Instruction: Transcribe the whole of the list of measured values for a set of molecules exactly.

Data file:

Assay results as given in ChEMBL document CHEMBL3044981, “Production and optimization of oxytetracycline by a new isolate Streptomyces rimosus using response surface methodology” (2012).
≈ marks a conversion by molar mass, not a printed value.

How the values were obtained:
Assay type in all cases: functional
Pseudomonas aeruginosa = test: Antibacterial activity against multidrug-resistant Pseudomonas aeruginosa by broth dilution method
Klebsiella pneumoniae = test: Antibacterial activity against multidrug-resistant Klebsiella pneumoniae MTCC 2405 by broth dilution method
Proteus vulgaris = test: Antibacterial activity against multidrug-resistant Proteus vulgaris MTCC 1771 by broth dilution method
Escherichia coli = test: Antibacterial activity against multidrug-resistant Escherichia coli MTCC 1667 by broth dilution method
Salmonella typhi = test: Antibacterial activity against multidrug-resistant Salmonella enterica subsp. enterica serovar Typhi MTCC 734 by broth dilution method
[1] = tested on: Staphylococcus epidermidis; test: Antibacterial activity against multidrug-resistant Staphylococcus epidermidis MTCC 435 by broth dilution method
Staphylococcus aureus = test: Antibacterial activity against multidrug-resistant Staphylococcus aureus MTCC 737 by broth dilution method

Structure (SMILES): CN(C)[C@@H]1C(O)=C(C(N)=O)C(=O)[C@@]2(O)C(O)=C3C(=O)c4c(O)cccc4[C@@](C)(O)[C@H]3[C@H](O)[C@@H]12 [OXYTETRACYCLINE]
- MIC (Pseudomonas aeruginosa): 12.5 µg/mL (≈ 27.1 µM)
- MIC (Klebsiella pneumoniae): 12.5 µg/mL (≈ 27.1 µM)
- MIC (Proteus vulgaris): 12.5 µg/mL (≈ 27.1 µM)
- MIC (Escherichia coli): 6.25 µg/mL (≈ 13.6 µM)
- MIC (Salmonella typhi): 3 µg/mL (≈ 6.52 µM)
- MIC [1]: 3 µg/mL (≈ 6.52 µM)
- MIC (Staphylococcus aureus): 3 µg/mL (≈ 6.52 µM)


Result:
Assay results as given in ChEMBL document CHEMBL3044981, “Production and optimization of oxytetracycline by a new isolate Streptomyces rimosus using response surface methodology” (2012).
≈ marks a conversion by molar mass, not a printed value.

How the values were obtained:
Assay type in all cases: functional
Pseudomonas aeruginosa = test: Antibacterial activity against multidrug-resistant Pseudomonas aeruginosa by broth dilution method
Klebsiella pneumoniae = test: Antibacterial activity against multidrug-resistant Klebsiella pneumoniae MTCC 2405 by broth dilution method
Proteus vulgaris = test: Antibacterial activity against multidrug-resistant Proteus vulgaris MTCC 1771 by broth dilution method
Escherichia coli = test: Antibacterial activity against multidrug-resistant Escherichia coli MTCC 1667 by broth dilution method
Salmonella typhi = test: Antibacterial activity against multidrug-resistant Salmonella enterica subsp. enterica serovar Typhi MTCC 734 by broth dilution method
[1] = tested on: Staphylococcus epidermidis; test: Antibacterial activity against multidrug-resistant Staphylococcus epidermidis MTCC 435 by broth dilution method
Staphylococcus aureus = test: Antibacterial activity against multidrug-resistant Staphylococcus aureus MTCC 737 by broth dilution method

Structure (SMILES): CN(C)[C@@H]1C(O)=C(C(N)=O)C(=O)[C@@]2(O)C(O)=C3C(=O)c4c(O)cccc4[C@@](C)(O)[C@H]3[C@H](O)[C@@H]12 [OXYTETRACYCLINE]
- MIC (Pseudomonas aeruginosa): 12.5 µg/mL (≈ 27.1 µM)
- MIC (Klebsiella pneumoniae): 12.5 µg/mL (≈ 27.1 µM)
- MIC (Proteus vulgaris): 12.5 µg/mL (≈ 27.1 µM)
- MIC (Escherichia coli): 6.25 µg/mL (≈ 13.6 µM)
- MIC (Salmonella typhi): 3 µg/mL (≈ 6.52 µM)
- MIC [1]: 3 µg/mL (≈ 6.52 µM)
- MIC (Staphylococcus aureus): 3 µg/mL (≈ 6.52 µM)